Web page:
The redefined RA will aim to capitalise on London’s high profile dining business in government, and spread it across the UK.
Initiatives will focus on employment issues, rent costs, VAT rate changes and online reviews, and one of the association’s first aims is to support the industry in implementing the upcoming EU allergen labelling regulations.
The BHA is also hosting the Big Hospitality Conversation tomorrow (24 September) at London’s City Hall.
The Club at The Ivy’s 24-year-old chef de partie, April partridge, will be speaking at the event, hoping to attract more young people into the industry and encourage businesses to offer more structured work placements and apprenticeships for young unemployed 16-to-24-year-olds.
Interview: Restaurant Association chairman David Loewi
BigHospitality spoke to the RA's new chairman David Loewi about the re-launch and urgent issues to tackle.
What’s the role of the Restaurant Association?
The Restaurant Association is a dedicated BHA division for restaurant ambassadors and industry leaders of restaurant groups, chains and independent sites from all corners of the UK. The RA already features 20 of the Good Food Guide’s top 50 restaurants as members.
Why the re-launch of the Restaurant Association?
Hospitality and tourism now accounts for over 10 per cent of the UK’s workforce and is the fourth largest employing industry in the UK, its growth significantly outpacing the rest of the economy. As the sector’s workforce continues to grow, so does its relative importance to the UK economy. The interest from the international investment community is also growing.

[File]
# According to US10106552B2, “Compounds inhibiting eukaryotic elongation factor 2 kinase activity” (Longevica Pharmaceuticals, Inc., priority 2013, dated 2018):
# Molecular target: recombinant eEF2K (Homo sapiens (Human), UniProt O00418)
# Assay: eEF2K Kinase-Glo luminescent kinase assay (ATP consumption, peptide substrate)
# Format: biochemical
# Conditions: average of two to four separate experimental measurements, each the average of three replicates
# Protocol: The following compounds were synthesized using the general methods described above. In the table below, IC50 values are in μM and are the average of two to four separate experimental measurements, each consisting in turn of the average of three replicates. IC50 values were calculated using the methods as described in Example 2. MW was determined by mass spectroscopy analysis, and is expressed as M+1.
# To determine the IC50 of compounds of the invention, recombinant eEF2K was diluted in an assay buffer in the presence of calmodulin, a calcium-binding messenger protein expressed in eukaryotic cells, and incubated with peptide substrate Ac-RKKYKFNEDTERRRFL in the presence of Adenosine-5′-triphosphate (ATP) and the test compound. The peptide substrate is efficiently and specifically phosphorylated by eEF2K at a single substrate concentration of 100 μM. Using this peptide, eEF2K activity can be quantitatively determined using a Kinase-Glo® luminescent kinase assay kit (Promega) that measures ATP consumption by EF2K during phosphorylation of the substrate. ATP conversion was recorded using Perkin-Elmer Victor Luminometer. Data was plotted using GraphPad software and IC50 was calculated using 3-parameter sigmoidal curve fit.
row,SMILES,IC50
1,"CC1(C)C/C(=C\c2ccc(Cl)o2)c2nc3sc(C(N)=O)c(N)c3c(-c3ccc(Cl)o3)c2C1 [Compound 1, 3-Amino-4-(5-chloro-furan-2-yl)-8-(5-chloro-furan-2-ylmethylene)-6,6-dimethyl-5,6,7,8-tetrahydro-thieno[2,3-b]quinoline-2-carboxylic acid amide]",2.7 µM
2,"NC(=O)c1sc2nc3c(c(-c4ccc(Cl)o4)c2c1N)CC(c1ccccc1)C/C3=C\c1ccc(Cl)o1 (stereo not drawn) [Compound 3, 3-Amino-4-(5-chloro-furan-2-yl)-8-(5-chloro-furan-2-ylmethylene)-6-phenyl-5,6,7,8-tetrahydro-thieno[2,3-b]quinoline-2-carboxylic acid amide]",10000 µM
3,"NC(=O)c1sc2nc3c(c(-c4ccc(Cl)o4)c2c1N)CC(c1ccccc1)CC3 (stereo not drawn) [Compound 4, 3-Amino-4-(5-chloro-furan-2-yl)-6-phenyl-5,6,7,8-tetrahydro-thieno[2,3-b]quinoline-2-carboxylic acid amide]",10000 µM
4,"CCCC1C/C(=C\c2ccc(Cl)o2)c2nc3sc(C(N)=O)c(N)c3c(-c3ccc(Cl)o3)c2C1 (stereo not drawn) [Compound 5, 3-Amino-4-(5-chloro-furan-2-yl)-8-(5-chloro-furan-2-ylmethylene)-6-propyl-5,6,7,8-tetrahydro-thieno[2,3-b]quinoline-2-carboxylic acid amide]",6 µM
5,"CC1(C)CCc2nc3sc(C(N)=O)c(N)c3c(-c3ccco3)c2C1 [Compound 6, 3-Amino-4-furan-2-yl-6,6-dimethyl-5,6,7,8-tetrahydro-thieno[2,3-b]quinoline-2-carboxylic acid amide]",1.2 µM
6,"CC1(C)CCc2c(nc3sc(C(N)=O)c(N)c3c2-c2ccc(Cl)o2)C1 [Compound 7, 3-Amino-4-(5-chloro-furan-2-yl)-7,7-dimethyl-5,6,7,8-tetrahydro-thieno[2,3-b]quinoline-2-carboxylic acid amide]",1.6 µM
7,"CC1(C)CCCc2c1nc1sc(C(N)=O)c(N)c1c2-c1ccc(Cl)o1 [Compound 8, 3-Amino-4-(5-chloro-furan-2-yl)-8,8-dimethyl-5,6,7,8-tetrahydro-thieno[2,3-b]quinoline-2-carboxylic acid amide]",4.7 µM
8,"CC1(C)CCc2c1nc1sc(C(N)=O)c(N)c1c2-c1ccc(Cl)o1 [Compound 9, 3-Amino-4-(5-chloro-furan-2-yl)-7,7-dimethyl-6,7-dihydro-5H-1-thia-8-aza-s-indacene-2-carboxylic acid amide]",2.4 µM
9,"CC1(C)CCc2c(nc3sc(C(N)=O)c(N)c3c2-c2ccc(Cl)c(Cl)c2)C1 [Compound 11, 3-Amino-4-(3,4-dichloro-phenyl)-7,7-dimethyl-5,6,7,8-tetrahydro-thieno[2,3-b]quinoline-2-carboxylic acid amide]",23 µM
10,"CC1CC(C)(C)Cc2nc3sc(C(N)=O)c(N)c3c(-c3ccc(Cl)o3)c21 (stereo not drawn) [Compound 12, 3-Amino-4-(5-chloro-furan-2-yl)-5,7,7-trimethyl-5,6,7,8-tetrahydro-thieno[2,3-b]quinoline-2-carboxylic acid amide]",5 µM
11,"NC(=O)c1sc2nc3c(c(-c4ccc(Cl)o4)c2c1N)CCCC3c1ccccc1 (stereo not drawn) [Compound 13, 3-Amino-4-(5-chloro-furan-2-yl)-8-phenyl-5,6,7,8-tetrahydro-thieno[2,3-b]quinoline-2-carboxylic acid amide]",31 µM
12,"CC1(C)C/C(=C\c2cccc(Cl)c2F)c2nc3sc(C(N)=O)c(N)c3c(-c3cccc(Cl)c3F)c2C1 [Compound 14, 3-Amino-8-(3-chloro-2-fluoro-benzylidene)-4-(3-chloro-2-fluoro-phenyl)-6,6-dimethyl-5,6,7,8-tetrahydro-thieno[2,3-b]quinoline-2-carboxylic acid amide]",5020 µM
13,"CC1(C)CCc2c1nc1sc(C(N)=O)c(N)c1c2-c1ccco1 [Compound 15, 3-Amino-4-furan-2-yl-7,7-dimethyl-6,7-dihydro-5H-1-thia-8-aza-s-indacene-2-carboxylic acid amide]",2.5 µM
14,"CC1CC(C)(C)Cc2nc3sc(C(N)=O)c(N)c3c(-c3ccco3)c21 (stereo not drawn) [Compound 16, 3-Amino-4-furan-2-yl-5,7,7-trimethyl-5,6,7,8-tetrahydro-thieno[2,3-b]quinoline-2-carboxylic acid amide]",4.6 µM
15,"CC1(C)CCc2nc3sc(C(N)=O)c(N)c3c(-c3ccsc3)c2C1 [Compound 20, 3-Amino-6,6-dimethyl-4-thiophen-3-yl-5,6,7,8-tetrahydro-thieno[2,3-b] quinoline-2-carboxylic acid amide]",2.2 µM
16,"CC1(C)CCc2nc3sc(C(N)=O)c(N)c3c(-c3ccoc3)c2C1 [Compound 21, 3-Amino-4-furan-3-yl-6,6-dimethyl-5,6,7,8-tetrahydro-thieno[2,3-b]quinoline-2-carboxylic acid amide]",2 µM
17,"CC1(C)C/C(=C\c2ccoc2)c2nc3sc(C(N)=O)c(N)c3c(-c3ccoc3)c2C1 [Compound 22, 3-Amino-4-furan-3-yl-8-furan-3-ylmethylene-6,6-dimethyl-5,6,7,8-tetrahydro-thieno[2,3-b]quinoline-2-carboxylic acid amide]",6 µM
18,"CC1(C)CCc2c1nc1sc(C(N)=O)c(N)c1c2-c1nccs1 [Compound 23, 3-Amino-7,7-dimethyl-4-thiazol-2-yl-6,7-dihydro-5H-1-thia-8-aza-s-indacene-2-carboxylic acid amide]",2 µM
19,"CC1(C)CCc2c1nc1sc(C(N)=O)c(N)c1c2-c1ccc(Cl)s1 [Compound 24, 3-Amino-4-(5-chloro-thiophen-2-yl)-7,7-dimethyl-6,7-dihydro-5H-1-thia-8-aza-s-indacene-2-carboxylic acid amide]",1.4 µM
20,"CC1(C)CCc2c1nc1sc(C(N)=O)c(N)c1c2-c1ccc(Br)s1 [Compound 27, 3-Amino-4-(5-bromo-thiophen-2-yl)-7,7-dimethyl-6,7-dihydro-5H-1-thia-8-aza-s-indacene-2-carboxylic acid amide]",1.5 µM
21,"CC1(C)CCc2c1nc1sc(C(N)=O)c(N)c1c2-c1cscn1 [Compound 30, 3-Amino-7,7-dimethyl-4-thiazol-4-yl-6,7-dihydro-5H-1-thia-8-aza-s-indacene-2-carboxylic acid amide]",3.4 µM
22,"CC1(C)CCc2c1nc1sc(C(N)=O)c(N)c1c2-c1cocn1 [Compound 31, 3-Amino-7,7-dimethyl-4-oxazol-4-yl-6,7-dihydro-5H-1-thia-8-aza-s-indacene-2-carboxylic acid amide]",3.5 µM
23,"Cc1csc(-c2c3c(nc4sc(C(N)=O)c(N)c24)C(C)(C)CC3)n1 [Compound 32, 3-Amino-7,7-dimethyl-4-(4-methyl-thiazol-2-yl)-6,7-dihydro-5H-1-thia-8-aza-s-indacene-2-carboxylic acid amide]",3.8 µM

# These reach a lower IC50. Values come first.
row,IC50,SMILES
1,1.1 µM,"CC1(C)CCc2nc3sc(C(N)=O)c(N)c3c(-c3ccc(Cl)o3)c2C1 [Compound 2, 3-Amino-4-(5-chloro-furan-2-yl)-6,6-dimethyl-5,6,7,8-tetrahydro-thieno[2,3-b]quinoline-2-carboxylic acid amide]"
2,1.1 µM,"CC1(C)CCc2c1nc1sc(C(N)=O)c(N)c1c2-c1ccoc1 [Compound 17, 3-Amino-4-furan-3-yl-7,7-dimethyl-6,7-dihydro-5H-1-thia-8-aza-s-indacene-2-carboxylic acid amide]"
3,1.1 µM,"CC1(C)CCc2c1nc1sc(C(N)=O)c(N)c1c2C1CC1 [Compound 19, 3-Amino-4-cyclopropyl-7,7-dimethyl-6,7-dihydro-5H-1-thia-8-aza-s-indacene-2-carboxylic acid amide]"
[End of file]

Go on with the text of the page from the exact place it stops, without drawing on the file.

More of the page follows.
Now is the ideal time to re-launch the Restaurant Association; to raise the profile of both the wider hospitality and restaurant industry and to showcase its significant importance to the UK economy.
What’s going to be the association’s focus from now on?
Our focus will be on expanding our membership and supporting members on their key business issues employment issues such as shortage of waiters and chefs, rent costs and online reviews to name a few. One of our immediate priorities is to help members implement new EU regulations on the way food allergens must be managed and communicated to diners, which comes into force this December.
How does the association hope to tackle key industry issues such as the shortage of waiters and chefs in London, rent costs, changes to the rate of VAT and online reviews?
The BHA and RA have a number of core campaigns, which aim to address and tackle these issues. Take the Big Hospitality Conversation, a major campaign for the whole hospitality industry aims to create new hospitality jobs and demonstrate the value of those jobs to the UK economy.
It’s a joint initiative between the British Hospitality Association, Springboard, Believe in Young People, Business in the Community, People First, and the DWP. 34,000 job opportunities for 16-24 year olds have been created at Big Hospitality Conversation events across the UK in the past two years.
Driving competitiveness is another key activity, we’re asking Government to ensure that the UK is more competitive internationally by improving tourist visa policies for China, Brazil and India for example.
What’s on the agenda, coming out of the re-launch?
One of my key priorities is to continue to showcase the value of hospitality and its prospects to young people. The Big Conversation is an important campaign and research from Google Trends has shown that the interest of ‘jobs in hospitality’ [searched in the UK] has increased by 36 per cent over the last 12 months, which is a great start. Now our priority must be to inspire young people into the industry.